Or if the idiot designers haven't shifted the bank of ports from one side to the other.

  4. Giles C Silver badge

    There are a lot of people who should never be let near a RJ45 patch panel.

    I have seen some bad ones the worse was a cabinet at a company my employee at the time had bought. The cabinet sat in a corridor and the patch leads extended in a pile of spaghetti which extended almost a metre in front of the cabinet. I upset the network person on site with my reaction.

    I said get a maintenance window and unpick each cable label them and it back beater.

    Mind you I have done the same pulling a cable and finding someone has wound something else round it or even worse used spiral wrap on a few cables.

    1. Arthur the cat Silver badge

      All networking aspires to the condition of macramé.

    2. John Brown (no body) Silver badge

      "The cabinet sat in a corridor and the patch leads extended in a pile of spaghetti which extended almost a metre in front of the cabinet."

      I can't beat that on amount of spillage, but maybe on time reach spillage. Network cab in a school. Not a big one, maybe 6-8U, about 8 feet up on the wall. The door will no longer close due to the mess of cables. This was only a few week after I'd installed it as part of an entire wiring up of the school. All wall points went back to the patch panel. All wall points were live as I'd carefully and neatly patched every patch panel port into the switches, everything labelled and colour coded. There was absolutely no reason I could fathom as to why someone had gone in and started re-routing cables. After all, we'd designed it all for them, got the sign-offs, set up all the proper VLANS and wired the correct ports to the correct VLANS etc. I can only imagine that the school technician had forgotten all that and possibly after some classroom re-arrangements had re-patched the cables rather then edited which ports were in which VLAN.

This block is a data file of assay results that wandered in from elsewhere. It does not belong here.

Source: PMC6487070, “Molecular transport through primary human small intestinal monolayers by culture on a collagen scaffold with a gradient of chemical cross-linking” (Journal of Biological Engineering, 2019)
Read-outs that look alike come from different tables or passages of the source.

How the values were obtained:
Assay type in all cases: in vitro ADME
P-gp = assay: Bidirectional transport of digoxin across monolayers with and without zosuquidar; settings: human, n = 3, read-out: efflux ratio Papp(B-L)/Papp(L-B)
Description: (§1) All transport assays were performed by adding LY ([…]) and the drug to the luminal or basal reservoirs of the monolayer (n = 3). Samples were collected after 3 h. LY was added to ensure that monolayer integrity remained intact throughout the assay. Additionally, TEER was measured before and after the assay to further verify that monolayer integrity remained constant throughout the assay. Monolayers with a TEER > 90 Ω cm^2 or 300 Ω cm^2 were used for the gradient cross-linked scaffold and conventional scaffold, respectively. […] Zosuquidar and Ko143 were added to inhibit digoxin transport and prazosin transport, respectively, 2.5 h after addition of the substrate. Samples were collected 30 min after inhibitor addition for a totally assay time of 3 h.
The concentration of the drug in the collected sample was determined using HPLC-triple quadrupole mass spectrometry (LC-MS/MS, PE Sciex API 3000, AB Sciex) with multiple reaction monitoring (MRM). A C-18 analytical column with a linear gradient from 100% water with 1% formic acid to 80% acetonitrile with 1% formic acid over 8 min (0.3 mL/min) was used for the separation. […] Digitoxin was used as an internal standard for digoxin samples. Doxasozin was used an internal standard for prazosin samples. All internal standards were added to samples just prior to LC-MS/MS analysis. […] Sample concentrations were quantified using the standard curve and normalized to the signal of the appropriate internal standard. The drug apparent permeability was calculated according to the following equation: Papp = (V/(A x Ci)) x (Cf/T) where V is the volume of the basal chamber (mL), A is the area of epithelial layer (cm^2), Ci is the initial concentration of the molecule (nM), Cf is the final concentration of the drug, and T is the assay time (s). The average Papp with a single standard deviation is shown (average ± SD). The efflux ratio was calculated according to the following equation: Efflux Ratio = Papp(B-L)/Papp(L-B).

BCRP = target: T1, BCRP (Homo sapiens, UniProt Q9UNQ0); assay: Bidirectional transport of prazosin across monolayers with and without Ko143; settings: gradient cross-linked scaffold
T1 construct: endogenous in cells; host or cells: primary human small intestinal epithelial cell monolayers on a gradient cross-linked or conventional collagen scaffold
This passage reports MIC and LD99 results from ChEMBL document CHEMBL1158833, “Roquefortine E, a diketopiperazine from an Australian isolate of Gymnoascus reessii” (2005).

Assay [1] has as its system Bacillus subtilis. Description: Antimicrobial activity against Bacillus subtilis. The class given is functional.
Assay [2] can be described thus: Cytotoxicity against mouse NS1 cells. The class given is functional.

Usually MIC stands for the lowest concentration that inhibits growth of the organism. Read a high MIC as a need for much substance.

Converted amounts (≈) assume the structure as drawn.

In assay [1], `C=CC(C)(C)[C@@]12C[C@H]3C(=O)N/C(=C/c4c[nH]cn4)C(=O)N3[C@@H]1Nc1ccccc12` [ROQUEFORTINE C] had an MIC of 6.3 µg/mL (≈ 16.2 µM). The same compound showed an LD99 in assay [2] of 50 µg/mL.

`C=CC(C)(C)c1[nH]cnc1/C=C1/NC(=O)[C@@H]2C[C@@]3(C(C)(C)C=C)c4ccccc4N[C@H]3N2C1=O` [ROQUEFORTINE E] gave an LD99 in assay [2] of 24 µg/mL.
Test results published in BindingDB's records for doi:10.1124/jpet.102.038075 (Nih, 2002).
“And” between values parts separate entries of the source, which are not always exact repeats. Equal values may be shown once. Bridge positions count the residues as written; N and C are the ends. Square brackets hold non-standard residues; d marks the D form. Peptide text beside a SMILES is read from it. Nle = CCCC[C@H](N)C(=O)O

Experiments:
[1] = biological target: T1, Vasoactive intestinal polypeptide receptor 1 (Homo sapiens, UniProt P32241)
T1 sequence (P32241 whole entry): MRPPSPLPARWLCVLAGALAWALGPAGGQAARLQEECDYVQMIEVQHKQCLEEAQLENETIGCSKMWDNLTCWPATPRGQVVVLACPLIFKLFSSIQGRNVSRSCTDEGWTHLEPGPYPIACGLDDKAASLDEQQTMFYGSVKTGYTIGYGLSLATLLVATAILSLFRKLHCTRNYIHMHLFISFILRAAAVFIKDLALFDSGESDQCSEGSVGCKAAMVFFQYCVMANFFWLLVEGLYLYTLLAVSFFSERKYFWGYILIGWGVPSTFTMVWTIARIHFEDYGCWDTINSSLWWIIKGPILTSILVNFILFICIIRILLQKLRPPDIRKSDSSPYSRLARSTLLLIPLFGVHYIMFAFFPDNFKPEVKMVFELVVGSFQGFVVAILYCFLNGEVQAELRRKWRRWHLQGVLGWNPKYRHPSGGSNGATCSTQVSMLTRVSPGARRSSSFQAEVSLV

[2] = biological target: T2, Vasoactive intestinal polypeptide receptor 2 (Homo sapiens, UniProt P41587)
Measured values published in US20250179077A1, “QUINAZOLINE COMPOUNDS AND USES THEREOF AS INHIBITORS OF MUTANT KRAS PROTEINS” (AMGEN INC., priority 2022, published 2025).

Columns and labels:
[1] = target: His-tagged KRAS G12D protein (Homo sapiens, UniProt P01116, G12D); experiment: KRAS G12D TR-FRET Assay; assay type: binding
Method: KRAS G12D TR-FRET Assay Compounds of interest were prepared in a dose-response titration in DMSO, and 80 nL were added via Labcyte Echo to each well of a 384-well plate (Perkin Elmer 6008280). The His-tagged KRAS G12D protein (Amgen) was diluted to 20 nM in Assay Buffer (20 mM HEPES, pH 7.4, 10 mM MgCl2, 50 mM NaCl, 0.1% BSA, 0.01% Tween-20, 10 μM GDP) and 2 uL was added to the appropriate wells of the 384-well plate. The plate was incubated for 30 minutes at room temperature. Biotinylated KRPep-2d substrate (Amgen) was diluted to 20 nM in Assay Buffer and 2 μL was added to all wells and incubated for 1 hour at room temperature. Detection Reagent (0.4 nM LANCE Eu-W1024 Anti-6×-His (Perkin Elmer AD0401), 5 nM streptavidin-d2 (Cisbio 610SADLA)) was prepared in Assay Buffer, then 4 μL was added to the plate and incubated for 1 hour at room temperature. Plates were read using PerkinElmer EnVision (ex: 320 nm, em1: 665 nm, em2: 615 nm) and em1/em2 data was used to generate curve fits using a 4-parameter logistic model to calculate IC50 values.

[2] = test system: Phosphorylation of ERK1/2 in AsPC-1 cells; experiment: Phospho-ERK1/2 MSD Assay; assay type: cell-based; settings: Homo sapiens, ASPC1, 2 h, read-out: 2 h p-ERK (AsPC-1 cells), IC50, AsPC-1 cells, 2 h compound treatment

1. Notas Badoff

        It *was* beautiful

        So part of finishing a good job of properly installing a network cabinet is to get pictures afterwards? And then before repairing after the passage of time, get pictures?

      2. Jellied Eel Silver badge

        My favorite place for spillage was the original Telehouse. Floor voids full, ceiling voids full, so trays laid inside the walls. The shrinking corridors were quite disconcerting.

      3. Alan Brown Silver badge

        " I can only imagine that the school technician had forgotten all that "

        You imagine he retained it in the first place, or that whoever was assigned the job even knew about VLANs

        The solution to that is to produce photos of the "before" and say "that's not how we left it and this isn't supportable, it'll cost to put right"

  5. jake Silver badge

    But did he learn the biggest lesson of all?

    In my opinion, learning to pick locks it's a "must learn" skill for any well-rounded sysadmin, network engineer, consultant, or whathaveyou.